Morning Edition
Morning Edition
Friday, September 16, 2011

Minnesota Public Radio Stories

  • Canoe training'Hotshots' adapt to watery wilderness of BWCA wildfire
    Elite western "hotshot" firefighters have a lot of expertise in arid and mountainous terrain, but the Pagami Creek Fire in the Boundary Waters presents challenges many of them have never faced.6:20 a.m.
  • Mark SeeleyClimatologist: Frost was unusually early and widespread
    MPR's Cathy Wurzer spoke with University of Minnesota Climatologist Mark Seeley about the frost and freeze this week in many parts of Minnesota. He also tells her the weather forecast for the area around the Pagami Creek Fire in the Boundary Waters.6:55 a.m.
  • Dale OlsonAs American Crystal lockout drags on, frustration grows among union workers
    Frustrated and angry union members who rejected a contract offer from American Crystal Sugar are now locked out. They can only watch as replacement workers hired by the company do the work.7:20 a.m.
  • Collecting water samplesWildlife sleuths seek DNA evidence of invasive carp
    Wildlife experts are looking for evidence of carp DNA in the Mississippi River this week.7:25 a.m.
  • Coach Kill's siezure on the sideline raises questions epileptics commonly face
    The Minnesota Gopher Football team takes on Miami of Ohio tomorrow. It will be the Gopher's first game since Coach Jerry Kill suffered a seizure in the final moments of last weekend's home opener. Kill was released from the hospital yesterday, and university officials say he's free to return to work as soon as he feels up to it. Kill's very public seizure has has increased public awareness of epilepsy.7:45 a.m.
  • Senser case hits a nerve
    Amy Senser, the wife of former Minnesota Viking Joe Senser, is facing charges of criminal vehicular homicide. Senser is accused of hitting Anousone Phanthavong with her car and killing him on the night of August 23. The complaint also says she left the scene of the accident. The charges were announced yesterday in Hennepin County Court. Senser is free on $150,000 bail.8:45 a.m.

National Public Radio Stories

  • Libya's Oil Production To Resume Shortly
    Libya is poised to bring its major source of wealth back on line in a matter of days. Oil profits will be vital to a government that has much of its money tied up in frozen overseas assets. The Transitional National Council has said repeatedly it will honor all the contracts made with oil companies by the Gadhafi regime. Critics say those contracts were riddled with corruption.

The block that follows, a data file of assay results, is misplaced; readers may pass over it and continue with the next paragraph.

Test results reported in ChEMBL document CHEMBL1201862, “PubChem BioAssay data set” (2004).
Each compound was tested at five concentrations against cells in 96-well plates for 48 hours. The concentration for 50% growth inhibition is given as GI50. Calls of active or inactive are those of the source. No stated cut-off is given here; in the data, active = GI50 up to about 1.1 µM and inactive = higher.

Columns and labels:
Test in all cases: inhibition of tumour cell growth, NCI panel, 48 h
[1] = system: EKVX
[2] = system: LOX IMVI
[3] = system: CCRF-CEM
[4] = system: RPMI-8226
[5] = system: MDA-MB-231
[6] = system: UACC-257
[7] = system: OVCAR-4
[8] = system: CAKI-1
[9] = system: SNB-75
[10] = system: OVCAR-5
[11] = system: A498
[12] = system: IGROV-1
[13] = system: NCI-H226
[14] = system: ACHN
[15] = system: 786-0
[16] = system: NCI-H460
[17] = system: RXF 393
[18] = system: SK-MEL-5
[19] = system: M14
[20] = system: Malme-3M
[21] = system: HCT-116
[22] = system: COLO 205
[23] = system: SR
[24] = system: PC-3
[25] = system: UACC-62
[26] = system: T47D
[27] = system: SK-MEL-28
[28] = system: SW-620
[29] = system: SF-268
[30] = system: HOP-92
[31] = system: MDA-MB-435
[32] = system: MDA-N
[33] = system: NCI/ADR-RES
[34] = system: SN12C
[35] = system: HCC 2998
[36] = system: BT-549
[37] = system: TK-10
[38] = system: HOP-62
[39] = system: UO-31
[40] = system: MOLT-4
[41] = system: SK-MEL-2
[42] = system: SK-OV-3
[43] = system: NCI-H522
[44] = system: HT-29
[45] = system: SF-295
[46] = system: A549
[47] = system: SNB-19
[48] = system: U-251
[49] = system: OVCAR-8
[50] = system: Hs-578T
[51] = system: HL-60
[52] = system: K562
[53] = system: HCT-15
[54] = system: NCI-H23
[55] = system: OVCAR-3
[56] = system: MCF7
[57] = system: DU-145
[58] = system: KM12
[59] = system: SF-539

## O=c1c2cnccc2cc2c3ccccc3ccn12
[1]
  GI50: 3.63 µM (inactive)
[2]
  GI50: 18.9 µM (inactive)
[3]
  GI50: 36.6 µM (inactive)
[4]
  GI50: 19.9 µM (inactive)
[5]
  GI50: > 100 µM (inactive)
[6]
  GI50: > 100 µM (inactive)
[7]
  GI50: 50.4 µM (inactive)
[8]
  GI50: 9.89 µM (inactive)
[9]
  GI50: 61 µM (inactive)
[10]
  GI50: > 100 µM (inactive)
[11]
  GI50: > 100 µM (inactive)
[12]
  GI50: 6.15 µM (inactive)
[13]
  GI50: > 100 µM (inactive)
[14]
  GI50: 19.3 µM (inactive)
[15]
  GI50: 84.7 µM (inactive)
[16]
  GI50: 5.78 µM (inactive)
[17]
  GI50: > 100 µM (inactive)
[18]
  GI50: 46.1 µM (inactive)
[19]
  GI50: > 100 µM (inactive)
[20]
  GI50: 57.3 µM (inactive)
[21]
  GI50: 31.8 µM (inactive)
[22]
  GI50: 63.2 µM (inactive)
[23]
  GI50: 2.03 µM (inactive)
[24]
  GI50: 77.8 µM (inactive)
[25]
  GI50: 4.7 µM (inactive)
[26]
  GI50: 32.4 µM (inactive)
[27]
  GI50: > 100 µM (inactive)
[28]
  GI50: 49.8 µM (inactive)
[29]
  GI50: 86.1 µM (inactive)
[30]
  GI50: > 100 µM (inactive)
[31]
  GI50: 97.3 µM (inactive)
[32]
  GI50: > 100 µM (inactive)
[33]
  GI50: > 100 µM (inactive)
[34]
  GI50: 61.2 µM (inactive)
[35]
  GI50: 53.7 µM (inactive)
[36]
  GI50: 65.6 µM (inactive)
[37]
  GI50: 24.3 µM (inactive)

• Arctic Ice Hits Near-Record Low, Threatening Wildlife
    Ice on the Arctic Ocean has melted to its second-lowest level on record. The summertime melt coincides with a dramatic warming over the past decade, and it's already affecting wildlife in the area.
  • EPA Postpones Power Plant Emissions Rules
    The Environmental Protection Agency has decided to delay new rules that would limit emissions of climate-warming gases from power plants. It's the second time this month the EPA has either withdrawn or postponed new pollution rules that industry didn't like.
  • New Programs Aim To Close The Wealth Gap
    The city of San Francisco is taking a step to even the playing field by offering public school kindergartners college savings accounts. It is part of a nationwide effort by government and nonprofit groups to address the widening wealth gap.
  • A Slow-Motion Bank Run In Europe
    Fear can wreck a banking system and cause havoc in an economy. That's why the recent worries about big French banks are so important, and so scary.
  • Iran's Political Infighting Ensnares 2 U.S. Hikers
    The families of two American hikers imprisoned in Iran received hopeful and then wrenching news this week. Iran's president announced the two would be released, only to have the judiciary deny it the next day. It's an indication that the political infighting among Iranian conservatives is intensifying.
  • U.S. Now Relies On Alternate Afghan Supply Routes
    The Pentagon began the Northern Distribution Network at the end of 2008, bypassing Pakistan to supply military operations in Afghanistan. Those routes have become even more critical as U.S.-Pakistan relations have deteriorated.
  • Graft Hinders Somalia's Transitional Government
    Wracked by civil war for 20 years, Somalia is in the throes of the worst famine in six decades. Prime Minister Abdiweli Ali, an American-educated Somalian, tells David Greene that corruption is a big problem in the country. He says a lot of aid money has disappeared.
  • UAW Extends Contract Talks With Big 3 Automakers
    Autoworkers have stayed on the job even though their old contracts have expired. Talks are continuing with General Motors, Chrysler and Ford. Among other demands, the union wants a raise for entry-level workers who make about $15.00 an hour.
  • Rogue Trader Arrested In Swiss Bank UBS Scandal
    Switzerland's largest bank UBS blames a rogue trader for a $2 billion loss involving unauthorized trades. London police arrested a 31-year-old man in connection with the alleged fraud. Megan Murphy, the banking correspondent for the Financial Times, talks to David Greene about whether the bank will be able to recover.

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